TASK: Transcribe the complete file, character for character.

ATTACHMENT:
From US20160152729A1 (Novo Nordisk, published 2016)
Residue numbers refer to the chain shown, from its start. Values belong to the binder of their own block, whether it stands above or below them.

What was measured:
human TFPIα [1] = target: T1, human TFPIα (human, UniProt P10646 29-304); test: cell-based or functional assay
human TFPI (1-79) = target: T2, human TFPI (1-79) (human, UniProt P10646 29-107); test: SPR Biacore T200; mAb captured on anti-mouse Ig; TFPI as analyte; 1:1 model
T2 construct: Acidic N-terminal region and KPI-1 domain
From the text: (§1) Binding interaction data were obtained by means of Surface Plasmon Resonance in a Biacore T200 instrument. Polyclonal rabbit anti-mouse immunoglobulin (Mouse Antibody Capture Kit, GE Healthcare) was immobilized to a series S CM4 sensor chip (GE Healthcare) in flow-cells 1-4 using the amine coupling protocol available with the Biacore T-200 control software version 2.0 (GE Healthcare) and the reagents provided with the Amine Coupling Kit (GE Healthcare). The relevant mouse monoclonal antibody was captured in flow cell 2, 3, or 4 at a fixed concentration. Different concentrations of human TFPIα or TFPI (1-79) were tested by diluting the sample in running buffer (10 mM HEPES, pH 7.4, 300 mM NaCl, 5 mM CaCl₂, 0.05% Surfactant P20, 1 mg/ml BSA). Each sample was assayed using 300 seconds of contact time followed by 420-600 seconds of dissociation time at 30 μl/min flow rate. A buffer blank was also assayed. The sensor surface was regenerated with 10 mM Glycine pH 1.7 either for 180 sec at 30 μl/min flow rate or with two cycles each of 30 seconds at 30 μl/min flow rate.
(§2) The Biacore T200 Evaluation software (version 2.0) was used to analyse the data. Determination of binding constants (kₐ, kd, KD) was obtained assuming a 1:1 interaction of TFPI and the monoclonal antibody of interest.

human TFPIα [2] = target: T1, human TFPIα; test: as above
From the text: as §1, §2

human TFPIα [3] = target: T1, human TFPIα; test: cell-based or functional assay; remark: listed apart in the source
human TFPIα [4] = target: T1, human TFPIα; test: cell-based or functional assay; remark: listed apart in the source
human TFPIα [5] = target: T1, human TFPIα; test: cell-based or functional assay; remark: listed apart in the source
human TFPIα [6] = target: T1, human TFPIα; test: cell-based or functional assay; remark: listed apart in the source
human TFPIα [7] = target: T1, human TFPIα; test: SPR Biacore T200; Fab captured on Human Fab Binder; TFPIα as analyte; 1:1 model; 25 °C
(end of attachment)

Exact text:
From US20160152729A1 (Novo Nordisk, published 2016)
Residue numbers refer to the chain shown, from its start. Values belong to the binder of their own block, whether it stands above or below them.

What was measured:
human TFPIα [1] = target: T1, human TFPIα (human, UniProt P10646 29-304); test: cell-based or functional assay
human TFPI (1-79) = target: T2, human TFPI (1-79) (human, UniProt P10646 29-107); test: SPR Biacore T200; mAb captured on anti-mouse Ig; TFPI as analyte; 1:1 model
T2 construct: Acidic N-terminal region and KPI-1 domain
From the text: (§1) Binding interaction data were obtained by means of Surface Plasmon Resonance in a Biacore T200 instrument. Polyclonal rabbit anti-mouse immunoglobulin (Mouse Antibody Capture Kit, GE Healthcare) was immobilized to a series S CM4 sensor chip (GE Healthcare) in flow-cells 1-4 using the amine coupling protocol available with the Biacore T-200 control software version 2.0 (GE Healthcare) and the reagents provided with the Amine Coupling Kit (GE Healthcare). The relevant mouse monoclonal antibody was captured in flow cell 2, 3, or 4 at a fixed concentration. Different concentrations of human TFPIα or TFPI (1-79) were tested by diluting the sample in running buffer (10 mM HEPES, pH 7.4, 300 mM NaCl, 5 mM CaCl₂, 0.05% Surfactant P20, 1 mg/ml BSA). Each sample was assayed using 300 seconds of contact time followed by 420-600 seconds of dissociation time at 30 μl/min flow rate. A buffer blank was also assayed. The sensor surface was regenerated with 10 mM Glycine pH 1.7 either for 180 sec at 30 μl/min flow rate or with two cycles each of 30 seconds at 30 μl/min flow rate.
(§2) The Biacore T200 Evaluation software (version 2.0) was used to analyse the data. Determination of binding constants (kₐ, kd, KD) was obtained assuming a 1:1 interaction of TFPI and the monoclonal antibody of interest.

human TFPIα [2] = target: T1, human TFPIα; test: as above
From the text: as §1, §2

human TFPIα [3] = target: T1, human TFPIα; test: cell-based or functional assay; remark: listed apart in the source
human TFPIα [4] = target: T1, human TFPIα; test: cell-based or functional assay; remark: listed apart in the source
human TFPIα [5] = target: T1, human TFPIα; test: cell-based or functional assay; remark: listed apart in the source
human TFPIα [6] = target: T1, human TFPIα; test: cell-based or functional assay; remark: listed apart in the source
human TFPIα [7] = target: T1, human TFPIα; test: SPR Biacore T200; Fab captured on Human Fab Binder; TFPIα as analyte; 1:1 model; 25 °C